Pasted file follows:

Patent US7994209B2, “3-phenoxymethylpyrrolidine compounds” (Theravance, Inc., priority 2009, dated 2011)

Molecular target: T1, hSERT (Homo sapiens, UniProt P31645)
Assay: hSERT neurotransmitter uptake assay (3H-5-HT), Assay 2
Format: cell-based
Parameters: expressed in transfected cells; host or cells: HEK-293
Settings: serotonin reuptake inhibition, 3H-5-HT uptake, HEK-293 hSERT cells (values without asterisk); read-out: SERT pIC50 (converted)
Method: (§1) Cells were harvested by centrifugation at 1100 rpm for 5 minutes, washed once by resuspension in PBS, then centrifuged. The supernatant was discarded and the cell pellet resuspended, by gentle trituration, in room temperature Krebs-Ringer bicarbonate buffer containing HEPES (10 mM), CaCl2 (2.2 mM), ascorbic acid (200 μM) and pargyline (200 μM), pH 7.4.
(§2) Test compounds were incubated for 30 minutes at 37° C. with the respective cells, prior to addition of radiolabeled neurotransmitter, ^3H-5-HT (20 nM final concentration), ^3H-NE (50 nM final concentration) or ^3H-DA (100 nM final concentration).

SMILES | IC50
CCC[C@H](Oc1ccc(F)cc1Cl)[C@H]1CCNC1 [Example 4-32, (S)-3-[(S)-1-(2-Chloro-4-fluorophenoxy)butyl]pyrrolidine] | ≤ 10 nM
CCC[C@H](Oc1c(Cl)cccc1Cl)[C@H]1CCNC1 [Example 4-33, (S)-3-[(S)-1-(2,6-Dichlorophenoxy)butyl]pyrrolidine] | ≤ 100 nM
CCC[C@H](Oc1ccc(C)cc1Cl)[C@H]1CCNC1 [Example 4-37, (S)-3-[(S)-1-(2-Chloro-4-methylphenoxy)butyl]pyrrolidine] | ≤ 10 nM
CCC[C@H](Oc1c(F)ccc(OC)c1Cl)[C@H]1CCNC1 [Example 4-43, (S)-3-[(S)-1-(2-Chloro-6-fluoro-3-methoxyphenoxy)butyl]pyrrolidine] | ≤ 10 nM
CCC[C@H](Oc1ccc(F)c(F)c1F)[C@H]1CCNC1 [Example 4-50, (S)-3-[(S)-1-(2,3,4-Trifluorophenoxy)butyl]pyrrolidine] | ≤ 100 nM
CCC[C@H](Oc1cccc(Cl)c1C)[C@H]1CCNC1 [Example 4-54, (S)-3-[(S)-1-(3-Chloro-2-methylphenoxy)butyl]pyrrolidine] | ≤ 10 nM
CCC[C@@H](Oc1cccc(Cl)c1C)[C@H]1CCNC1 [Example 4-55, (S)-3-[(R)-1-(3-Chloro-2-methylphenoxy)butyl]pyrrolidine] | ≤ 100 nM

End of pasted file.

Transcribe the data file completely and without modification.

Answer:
Patent US7994209B2, “3-phenoxymethylpyrrolidine compounds” (Theravance, Inc., priority 2009, dated 2011)

Molecular target: T1, hSERT (Homo sapiens, UniProt P31645)
Assay: hSERT neurotransmitter uptake assay (3H-5-HT), Assay 2
Format: cell-based
Parameters: expressed in transfected cells; host or cells: HEK-293
Settings: serotonin reuptake inhibition, 3H-5-HT uptake, HEK-293 hSERT cells (values without asterisk); read-out: SERT pIC50 (converted)
Method: (§1) Cells were harvested by centrifugation at 1100 rpm for 5 minutes, washed once by resuspension in PBS, then centrifuged. The supernatant was discarded and the cell pellet resuspended, by gentle trituration, in room temperature Krebs-Ringer bicarbonate buffer containing HEPES (10 mM), CaCl2 (2.2 mM), ascorbic acid (200 μM) and pargyline (200 μM), pH 7.4.
(§2) Test compounds were incubated for 30 minutes at 37° C. with the respective cells, prior to addition of radiolabeled neurotransmitter, ^3H-5-HT (20 nM final concentration), ^3H-NE (50 nM final concentration) or ^3H-DA (100 nM final concentration).

SMILES | IC50
CCC[C@H](Oc1ccc(F)cc1Cl)[C@H]1CCNC1 [Example 4-32, (S)-3-[(S)-1-(2-Chloro-4-fluorophenoxy)butyl]pyrrolidine] | ≤ 10 nM
CCC[C@H](Oc1c(Cl)cccc1Cl)[C@H]1CCNC1 [Example 4-33, (S)-3-[(S)-1-(2,6-Dichlorophenoxy)butyl]pyrrolidine] | ≤ 100 nM
CCC[C@H](Oc1ccc(C)cc1Cl)[C@H]1CCNC1 [Example 4-37, (S)-3-[(S)-1-(2-Chloro-4-methylphenoxy)butyl]pyrrolidine] | ≤ 10 nM
CCC[C@H](Oc1c(F)ccc(OC)c1Cl)[C@H]1CCNC1 [Example 4-43, (S)-3-[(S)-1-(2-Chloro-6-fluoro-3-methoxyphenoxy)butyl]pyrrolidine] | ≤ 10 nM
CCC[C@H](Oc1ccc(F)c(F)c1F)[C@H]1CCNC1 [Example 4-50, (S)-3-[(S)-1-(2,3,4-Trifluorophenoxy)butyl]pyrrolidine] | ≤ 100 nM
CCC[C@H](Oc1cccc(Cl)c1C)[C@H]1CCNC1 [Example 4-54, (S)-3-[(S)-1-(3-Chloro-2-methylphenoxy)butyl]pyrrolidine] | ≤ 10 nM
CCC[C@@H](Oc1cccc(Cl)c1C)[C@H]1CCNC1 [Example 4-55, (S)-3-[(R)-1-(3-Chloro-2-methylphenoxy)butyl]pyrrolidine] | ≤ 100 nM